Hearing management

Updated 07 December 2017

Gene therapy for deafness moves a few steps closer

Gene therapy to improve hearing in those with genetic deafness has shown promise in a new trial - a treatment that could greatly improve the quality of life of children born with hearing impairments.

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Gene therapy for deafness is moving closer to reality, with new research on Wednesday showing the technique for fixing faulty DNA can improve responses in mice with genetic hearing loss.

Separately, a clinical trial backed by Novartis is under way to help a different group of people who have lost their hearing through damage or disease.

After missteps in the late 1990s and early 2000's, when safety scares set back research, gene therapy is enjoying a renaissance, with positive clinical results recently in conditions ranging from blood diseases to blindness.

"We are somewhat late in the auditory field but I think we are getting there now," said Tobias Moser of the University Medical Center Gottingen, Germany, who was not involved in the new research. "It's an exciting time for gene therapy in hearing."

A key element in current optimism is the development of better and safer viral delivery systems for getting corrective genes into the body. In the case of deafness, this involves injecting a gene-carrying engineered virus into the inner ear.

Read: Leaving childhood deafness untreated can be dangerous

Tackling hearing loss

There are currently no approved disease-modifying treatments for disabling hearing loss, which affects some 360 million people, or 5 percent of the world's population, according to the World Health Organisation.

Much of the hearing loss in older people is noise-induced or age-related, but at least half of deafness that occurs before a baby learns to speak is caused by defects in one of more than 70 individual genes.

It is these infants Swiss and U.S. researchers hope to help, after showing that replacing a mutated gene improved the function of hair cells of the inner ear and partially restored hearing in deaf mice.

Scientists from the Ecole Polytechnique Federale de Lausanne and the Boston Children's Hospital, who reported their work in the journal Science Translational Medicine, tested hearing in newborn mutant mice by seeing how high they jumped when startled by a noise.

Read: Is your child hearing you?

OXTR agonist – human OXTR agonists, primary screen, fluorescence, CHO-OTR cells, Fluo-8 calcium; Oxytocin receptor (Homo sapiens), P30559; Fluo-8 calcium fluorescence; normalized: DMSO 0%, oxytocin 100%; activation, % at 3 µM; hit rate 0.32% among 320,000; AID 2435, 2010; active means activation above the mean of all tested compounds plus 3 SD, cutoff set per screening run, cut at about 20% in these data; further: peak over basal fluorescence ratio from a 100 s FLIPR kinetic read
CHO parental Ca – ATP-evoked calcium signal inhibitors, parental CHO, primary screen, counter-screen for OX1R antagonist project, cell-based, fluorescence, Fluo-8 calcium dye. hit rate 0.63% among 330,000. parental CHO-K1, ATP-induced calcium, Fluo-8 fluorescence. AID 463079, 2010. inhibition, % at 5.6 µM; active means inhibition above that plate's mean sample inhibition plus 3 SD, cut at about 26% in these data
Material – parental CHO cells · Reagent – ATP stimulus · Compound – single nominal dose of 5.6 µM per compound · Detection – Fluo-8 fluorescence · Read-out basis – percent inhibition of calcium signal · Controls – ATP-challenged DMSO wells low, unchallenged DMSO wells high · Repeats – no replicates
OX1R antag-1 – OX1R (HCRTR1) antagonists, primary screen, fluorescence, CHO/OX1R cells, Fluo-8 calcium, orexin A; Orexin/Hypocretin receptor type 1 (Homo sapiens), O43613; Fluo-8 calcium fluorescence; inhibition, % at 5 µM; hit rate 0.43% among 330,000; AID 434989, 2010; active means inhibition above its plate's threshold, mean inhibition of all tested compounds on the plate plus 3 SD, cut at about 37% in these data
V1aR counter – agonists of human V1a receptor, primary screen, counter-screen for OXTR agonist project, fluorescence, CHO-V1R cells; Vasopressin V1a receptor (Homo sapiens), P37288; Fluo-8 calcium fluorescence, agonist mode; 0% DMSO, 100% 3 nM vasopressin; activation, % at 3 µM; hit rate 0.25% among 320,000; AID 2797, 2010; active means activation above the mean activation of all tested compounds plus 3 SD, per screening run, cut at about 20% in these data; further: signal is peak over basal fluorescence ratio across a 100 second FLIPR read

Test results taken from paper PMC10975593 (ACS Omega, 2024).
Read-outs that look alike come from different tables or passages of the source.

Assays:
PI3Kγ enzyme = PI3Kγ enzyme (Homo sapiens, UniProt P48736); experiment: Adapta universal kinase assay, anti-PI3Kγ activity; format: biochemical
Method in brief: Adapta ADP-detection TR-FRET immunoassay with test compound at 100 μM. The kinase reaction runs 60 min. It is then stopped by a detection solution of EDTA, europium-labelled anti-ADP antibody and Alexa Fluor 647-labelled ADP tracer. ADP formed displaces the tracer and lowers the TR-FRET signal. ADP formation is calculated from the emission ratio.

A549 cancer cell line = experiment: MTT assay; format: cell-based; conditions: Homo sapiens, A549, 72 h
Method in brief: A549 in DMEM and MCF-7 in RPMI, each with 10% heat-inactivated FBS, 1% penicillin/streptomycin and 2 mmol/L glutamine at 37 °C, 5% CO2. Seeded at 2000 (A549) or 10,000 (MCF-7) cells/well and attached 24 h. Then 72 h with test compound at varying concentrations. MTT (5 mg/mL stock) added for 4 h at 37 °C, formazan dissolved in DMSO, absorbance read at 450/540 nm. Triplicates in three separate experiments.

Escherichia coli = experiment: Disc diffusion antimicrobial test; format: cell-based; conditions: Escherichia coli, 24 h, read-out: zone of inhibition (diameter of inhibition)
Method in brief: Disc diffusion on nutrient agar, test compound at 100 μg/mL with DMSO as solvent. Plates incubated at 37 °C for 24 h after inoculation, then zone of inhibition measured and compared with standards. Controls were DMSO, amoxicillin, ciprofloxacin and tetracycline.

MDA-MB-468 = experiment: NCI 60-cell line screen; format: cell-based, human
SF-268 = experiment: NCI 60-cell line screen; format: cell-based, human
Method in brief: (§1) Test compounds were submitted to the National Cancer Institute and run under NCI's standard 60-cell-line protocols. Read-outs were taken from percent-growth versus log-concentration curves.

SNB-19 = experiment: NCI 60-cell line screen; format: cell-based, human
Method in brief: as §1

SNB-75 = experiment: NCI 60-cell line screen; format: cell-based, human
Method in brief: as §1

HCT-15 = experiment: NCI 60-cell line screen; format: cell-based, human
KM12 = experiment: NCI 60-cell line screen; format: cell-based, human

TMC1 gene is key

The team focused on a gene called TMC1, which is a common cause of human genetic deafness, accounting for 4 to 8 percent of cases. But other forms of hereditary deafness could also be fixed using the same strategy.

Jeffrey Holt of Boston Children's said the technique still needed "tweaking" but he hopes clinical trials will start within five to 10 years.

Work at Novartis is more advanced, with the first patient treated last October in an early-stage clinical trial that will recruit 45 subjects in the United States, with results due in 2017. 

The Swiss company's product, acquired in a 2010 deal with GenVec worth up to $214 million, delivers a gene called Atoh1 that acts as a master switch for turning on the growth of inner ear hair cells that are central to hearing.

Novartis research head Mark Fishman describes it as a "spare parts" approach to fixing ageing-related frailty.

The process offers hope to adults whose hair cells have been damaged by excessive noise, disease or exposure to certain drugs, including some antibiotics. But it will not help the one to three babies per 1,000 born with severe genetic hearing loss in both ears.

"There are a big range of deafness types needing different approaches," said Moser.

Read more:

1.1 billion youths risk hearing loss due to loud music

Can hearing aids reduce forgetfulness?

What are the symptoms of hearing deficiency?

 

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Hearing Expert

Dr Kara Hoffman graduated from UCT in 2004, thereafter she completed her year of community service in Durban. In 2010 she completed her Masters Degree in Paediatric Aural Rehabilitation from UKZN. In 2016, she became a Doctor of Audiology through the University of Arizona (ATSU). Dr Hoffman and her partner Lauren Thompson opened a fully diagnostic audiology practice called Thompson & Hoffman Audiology Inc. In 2011 with world-class technology and equipment to be able to offer the broad public all hearing-related services including hearing testing for adults and babies, vestibular (balance) assessments and rehabilitation, industrial audiology, hearing devices, central auditory processing assessments for school-aged children, school screening, neonatal hearing screening programmes at Alberlito and Parklands Hospital, cochlear implants and other implantable devices, medicolegal assessments and advanced electroacoustic assessments of hearing. Thompson and Hoffman Audiology Inc. are based at Alberlito Hospital in Ballito, St Augustines Hospital in Durban and at 345 Essenwood Road, Musgrave. The practices are all wheelchair friendly. There are three audiologists that practice from Thompson & Hoffman – including Dr Kara Hoffman, Lauren Thompson & Minette Lister. The practice boasts professional, highly qualified, and extensive diagnostic services where all your hearing healthcare needs can be met. The additional licensing in vestibular assessment and rehabilitation, paediatric rehabilitation and cochlear implantation places this practice in one of the top specialist audiological positions in South Africa, with a wealth of experience in all clinical areas of audiology and is a very well respected and sought-after practice.

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